Allan Hough
Dec 30, 2008 rated it did not like it  ·  review of another edition
This book sucks. It's just good enough to keep you reading through to the end just to see what happens, but in my book, a book like that is worse that a fully bad book. At least with a fully bad book you can just put it down right away and forget about it.
Elizabeth K.
This is the same guy that wrote Little Children, and Election, which is probably more famous as a movie. Anyway, according to the author this novel is based on his own college experiences in the early 80s. We've got a kid from a working class background in New Jersey who is at Yale on a scholarship, casually dating a girl from back home whom he doesn't really want to be dating, and hopelessly pursing another classmate who really isn't available. Also, a cast of wacky roommates. I had mixed respo ...more
Pat Herndon
Dec 20, 2013 rated it really liked it  ·  review of another edition
Preface: I love Tom Perrotta and have already read Little Children, The Abstinence Teacher and The Left Overs. high school boyfriend left me behind as I attended junior college so he could attend Yale. Yikes. Such a ring of familiarity to the plot (but I was NOT pregnant!). The years even match very closely. I am sure my old boyfriend's time at Yale over-lapped with Perrotta's. Thus, I was primed to enjoy this book. I probably would have given this book a 5-star rating, but the main ch ...more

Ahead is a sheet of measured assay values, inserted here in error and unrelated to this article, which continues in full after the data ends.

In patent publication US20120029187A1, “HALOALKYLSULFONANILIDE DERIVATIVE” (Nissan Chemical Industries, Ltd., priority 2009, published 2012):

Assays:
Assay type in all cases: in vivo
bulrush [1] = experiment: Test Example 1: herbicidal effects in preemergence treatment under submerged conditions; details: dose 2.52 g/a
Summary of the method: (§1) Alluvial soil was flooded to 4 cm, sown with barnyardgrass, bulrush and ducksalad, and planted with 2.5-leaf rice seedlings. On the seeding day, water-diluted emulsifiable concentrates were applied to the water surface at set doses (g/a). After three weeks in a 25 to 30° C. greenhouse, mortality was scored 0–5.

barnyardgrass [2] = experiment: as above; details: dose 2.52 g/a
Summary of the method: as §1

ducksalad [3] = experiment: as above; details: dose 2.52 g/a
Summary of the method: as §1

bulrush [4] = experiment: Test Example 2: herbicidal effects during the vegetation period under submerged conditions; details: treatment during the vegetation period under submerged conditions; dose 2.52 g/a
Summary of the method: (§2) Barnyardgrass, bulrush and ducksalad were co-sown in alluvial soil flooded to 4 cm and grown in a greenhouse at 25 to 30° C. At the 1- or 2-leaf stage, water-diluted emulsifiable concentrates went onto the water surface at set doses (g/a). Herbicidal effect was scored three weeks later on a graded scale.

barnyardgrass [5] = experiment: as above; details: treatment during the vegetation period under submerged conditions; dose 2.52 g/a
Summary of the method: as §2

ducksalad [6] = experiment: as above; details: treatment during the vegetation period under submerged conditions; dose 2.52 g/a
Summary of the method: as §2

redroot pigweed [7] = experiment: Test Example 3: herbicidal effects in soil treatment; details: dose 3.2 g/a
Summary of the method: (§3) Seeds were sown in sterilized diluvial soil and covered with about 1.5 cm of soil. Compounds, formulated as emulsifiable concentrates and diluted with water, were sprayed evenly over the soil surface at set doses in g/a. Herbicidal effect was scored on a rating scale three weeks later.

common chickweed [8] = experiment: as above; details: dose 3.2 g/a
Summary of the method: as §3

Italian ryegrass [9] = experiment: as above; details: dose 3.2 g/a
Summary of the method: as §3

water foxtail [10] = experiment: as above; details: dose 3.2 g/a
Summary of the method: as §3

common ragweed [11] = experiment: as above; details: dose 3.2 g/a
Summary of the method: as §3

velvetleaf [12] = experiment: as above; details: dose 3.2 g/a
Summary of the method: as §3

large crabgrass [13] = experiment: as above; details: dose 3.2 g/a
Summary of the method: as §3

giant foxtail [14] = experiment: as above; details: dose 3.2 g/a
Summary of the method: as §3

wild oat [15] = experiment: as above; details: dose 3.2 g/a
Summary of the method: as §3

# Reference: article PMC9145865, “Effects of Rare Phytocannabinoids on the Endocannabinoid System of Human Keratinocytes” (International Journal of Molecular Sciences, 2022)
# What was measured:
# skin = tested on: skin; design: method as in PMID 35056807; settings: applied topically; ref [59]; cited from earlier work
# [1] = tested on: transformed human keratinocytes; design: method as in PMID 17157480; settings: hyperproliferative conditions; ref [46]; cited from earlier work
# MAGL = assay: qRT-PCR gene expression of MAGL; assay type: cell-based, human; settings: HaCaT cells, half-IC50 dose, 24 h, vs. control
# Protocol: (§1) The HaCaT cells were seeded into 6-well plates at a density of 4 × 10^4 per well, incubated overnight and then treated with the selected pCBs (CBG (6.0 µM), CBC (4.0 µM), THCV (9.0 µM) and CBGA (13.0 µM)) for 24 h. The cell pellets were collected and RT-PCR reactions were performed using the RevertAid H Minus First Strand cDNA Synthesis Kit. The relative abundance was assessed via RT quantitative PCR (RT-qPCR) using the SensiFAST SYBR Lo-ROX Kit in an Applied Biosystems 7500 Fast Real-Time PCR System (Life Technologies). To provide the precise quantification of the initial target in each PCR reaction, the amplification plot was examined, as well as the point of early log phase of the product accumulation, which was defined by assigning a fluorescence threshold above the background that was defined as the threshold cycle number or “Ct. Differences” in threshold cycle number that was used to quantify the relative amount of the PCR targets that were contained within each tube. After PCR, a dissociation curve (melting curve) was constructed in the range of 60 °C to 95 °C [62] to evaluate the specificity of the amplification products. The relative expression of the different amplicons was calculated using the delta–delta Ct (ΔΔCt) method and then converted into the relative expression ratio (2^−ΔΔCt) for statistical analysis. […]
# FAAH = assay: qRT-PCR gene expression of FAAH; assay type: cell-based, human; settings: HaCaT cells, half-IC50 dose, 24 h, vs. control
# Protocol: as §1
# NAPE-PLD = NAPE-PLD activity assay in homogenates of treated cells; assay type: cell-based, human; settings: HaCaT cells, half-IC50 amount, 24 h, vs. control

Elizabeth Hesseltine
About 7 months in the life of a college student: he goes to parties, works in the school cafeteria, gets laid, and drinks beer. Not much changed between the first chapter and the last.
Aug 17, 2010 rated it liked it  ·  review of another edition
Very good snap shot of life in college... and life in the 80's. Excellent smooth and quick writing style, but nothing epic.
Having penned Election, a great novel of high-school manners, Tom Perrotta gives us Joe College, a great novel about college mores. In 1982, one Yale junior struggles with George Eliot, dorm blanket bingo, dining-hall dish-line duty, a massive crush on a girl in love with his favorite prof, daily cards and calls from a girl back home in New Jersey, and a lush prof
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Tom Perrotta is the bestselling author of nine works of fiction, including Election and Little Children, both of which were made into Oscar-nominated films, and The Leftovers, which was adapted into a critically acclaimed, Peabody Award-winning HBO series. His other books include Bad Haircut, The Wishbones, Joe College, The Abstinence Teacher, Nine Inches, and his newest, Mrs. Fletcher. His work h ...more
More about Tom Perrotta...
“He made me think of all the books I hadn't read, and all the ones I'd read but hadn't fully understood.” 1705 likes
“From a distance, it makes perfect sense that the people and the things you think will save you are the very ones that have the power to disappoint you most bitterly, but up close it can hit you as a bewildering surprise.” 94 likes